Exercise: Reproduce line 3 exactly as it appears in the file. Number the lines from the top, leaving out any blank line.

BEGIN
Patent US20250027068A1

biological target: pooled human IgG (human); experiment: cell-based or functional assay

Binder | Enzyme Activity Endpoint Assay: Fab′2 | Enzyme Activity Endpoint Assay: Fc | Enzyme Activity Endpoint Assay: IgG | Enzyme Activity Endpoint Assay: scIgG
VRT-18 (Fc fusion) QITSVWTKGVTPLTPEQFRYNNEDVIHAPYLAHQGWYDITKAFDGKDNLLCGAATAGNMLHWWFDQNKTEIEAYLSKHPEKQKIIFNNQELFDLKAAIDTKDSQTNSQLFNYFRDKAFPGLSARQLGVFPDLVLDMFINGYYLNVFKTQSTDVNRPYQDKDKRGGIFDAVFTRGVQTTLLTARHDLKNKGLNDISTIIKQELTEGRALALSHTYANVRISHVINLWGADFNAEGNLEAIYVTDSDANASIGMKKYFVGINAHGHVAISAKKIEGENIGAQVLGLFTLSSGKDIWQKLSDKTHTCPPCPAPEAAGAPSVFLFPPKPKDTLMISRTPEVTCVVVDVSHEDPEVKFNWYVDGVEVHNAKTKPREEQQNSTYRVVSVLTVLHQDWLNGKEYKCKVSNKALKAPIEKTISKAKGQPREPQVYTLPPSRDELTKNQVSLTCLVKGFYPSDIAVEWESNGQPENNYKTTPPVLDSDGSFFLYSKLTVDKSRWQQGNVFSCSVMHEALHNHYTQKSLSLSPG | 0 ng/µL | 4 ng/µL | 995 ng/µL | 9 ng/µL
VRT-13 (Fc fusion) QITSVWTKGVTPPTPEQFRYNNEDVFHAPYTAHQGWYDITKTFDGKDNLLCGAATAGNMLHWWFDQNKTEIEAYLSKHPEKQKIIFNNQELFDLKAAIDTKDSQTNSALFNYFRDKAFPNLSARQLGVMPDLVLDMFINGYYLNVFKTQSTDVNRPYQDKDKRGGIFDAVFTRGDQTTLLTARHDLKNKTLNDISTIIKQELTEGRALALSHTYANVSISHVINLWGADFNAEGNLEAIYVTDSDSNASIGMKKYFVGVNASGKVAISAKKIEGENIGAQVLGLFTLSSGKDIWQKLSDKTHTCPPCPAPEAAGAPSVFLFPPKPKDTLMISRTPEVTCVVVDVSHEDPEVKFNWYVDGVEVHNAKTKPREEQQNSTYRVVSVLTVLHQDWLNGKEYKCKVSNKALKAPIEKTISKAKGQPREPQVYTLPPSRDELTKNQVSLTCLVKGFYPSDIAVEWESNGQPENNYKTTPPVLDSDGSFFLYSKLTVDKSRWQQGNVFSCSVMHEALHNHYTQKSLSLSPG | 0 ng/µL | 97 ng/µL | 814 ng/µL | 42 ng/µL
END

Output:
Binder | Enzyme Activity Endpoint Assay: Fab′2 | Enzyme Activity Endpoint Assay: Fc | Enzyme Activity Endpoint Assay: IgG | Enzyme Activity Endpoint Assay: scIgG